A group of people trying to keep Skinny Dipper Hot Springs open is preparing a written plan for ways to reduce human impact, rehabilitate and provide future stewardship for the recreational site, said Kyme Graziano, who’s leading the effort.
One possible part of that plan would be to establish a group of volunteers that make sure people are being responsible when they visit. Another possibility is to post a paid attendant, maybe a veteran who lives in a local community, to carry out similar duties.
These monitors would carry equipment that allows them to contact local law enforcement if problems arise, Graziano said.
“I have no doubt that we will come out on the other end of this saving the hot springs as a recreational opportunity,” she said.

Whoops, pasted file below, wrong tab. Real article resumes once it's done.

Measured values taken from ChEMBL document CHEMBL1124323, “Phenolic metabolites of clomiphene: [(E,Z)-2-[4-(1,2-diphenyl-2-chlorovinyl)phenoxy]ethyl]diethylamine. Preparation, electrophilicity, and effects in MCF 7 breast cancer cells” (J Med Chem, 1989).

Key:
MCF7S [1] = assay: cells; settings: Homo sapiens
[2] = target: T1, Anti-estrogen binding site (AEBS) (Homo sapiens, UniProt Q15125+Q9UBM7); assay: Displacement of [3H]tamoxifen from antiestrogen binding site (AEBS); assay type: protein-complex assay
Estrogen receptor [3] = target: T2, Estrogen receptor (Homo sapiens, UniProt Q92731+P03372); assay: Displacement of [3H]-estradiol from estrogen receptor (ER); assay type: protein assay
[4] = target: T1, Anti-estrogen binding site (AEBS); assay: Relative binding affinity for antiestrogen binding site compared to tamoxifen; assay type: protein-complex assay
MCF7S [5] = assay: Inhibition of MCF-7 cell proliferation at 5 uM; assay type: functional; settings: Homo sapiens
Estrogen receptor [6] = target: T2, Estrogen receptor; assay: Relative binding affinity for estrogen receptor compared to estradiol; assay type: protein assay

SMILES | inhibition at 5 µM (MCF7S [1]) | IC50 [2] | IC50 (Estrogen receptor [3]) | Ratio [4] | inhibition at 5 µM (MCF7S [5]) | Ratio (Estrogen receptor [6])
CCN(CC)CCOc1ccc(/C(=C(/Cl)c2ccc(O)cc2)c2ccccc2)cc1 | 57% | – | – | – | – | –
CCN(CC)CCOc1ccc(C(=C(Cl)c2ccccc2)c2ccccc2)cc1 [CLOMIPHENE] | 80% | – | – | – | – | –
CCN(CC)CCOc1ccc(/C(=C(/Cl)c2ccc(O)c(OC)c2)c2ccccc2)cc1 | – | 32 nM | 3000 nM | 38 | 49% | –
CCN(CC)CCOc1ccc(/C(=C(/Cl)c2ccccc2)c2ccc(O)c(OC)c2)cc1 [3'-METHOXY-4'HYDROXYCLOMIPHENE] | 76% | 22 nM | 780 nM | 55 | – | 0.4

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The U.S. Bureau of Land Management, which owns the property where Skinny Dipper is located, has been helpful, Graziano said, even though it was the agency that threatened to close Skinny Dipper. Tate Fischer, manager of the BLM’s Four Rivers field office, met with the group last week and walked them through the process they’ll have to follow to keep Skinny Dipper open.
“It was very promising. It was very positive,” Fischer said of the meeting. “And I think that the people involved understood what they need to do in order to work toward a resolution.”
Graziano’s group must apply for a stay by May 28. If granted, the stay would block the BLM from removing the cement that keeps Skinny Dipper’s pools in place, tearing out a series of PVC pipes that channel hot and cold water into the pools and otherwise reclaiming the site.
At the same time, Graziano said, the group will file an appeal to overturn the decision to close the hot springs. Fischer said both the stay and appeal applications will go before the U.S. Department of the Interior Board of Land Appeals, a panel of four that makes decisions on cases like this.